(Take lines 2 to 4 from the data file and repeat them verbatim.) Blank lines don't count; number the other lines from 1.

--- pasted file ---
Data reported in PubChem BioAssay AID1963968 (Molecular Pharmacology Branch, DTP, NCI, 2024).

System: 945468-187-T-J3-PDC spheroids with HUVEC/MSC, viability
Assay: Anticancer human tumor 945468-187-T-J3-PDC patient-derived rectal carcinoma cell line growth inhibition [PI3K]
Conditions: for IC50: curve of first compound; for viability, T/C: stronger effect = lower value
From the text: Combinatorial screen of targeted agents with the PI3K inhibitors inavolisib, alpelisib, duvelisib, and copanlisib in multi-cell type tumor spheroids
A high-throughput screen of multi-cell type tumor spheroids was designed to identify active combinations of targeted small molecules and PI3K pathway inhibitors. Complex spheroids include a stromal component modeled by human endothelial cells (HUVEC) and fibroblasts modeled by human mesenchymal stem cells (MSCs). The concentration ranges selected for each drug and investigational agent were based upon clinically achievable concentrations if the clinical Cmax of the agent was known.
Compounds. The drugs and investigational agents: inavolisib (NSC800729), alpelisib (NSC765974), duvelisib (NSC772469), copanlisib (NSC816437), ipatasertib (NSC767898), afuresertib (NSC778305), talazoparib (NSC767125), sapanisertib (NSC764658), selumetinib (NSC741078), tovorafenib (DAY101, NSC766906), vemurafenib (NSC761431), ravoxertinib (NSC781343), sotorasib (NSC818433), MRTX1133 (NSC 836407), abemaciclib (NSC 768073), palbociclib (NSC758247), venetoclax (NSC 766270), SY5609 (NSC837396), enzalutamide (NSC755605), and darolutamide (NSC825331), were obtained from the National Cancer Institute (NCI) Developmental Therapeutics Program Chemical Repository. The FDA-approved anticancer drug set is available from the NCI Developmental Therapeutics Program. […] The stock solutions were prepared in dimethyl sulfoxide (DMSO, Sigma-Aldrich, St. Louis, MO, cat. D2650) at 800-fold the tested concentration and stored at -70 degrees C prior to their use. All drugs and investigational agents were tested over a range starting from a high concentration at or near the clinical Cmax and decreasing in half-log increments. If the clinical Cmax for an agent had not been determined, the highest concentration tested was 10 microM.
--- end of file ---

System: 945468-187-T-J3-PDC spheroids with HUVEC/MSC, viability
Assay: Anticancer human tumor 945468-187-T-J3-PDC patient-derived rectal carcinoma cell line growth inhibition [PI3K]
Conditions: for IC50: curve of first compound; for viability, T/C: stronger effect = lower value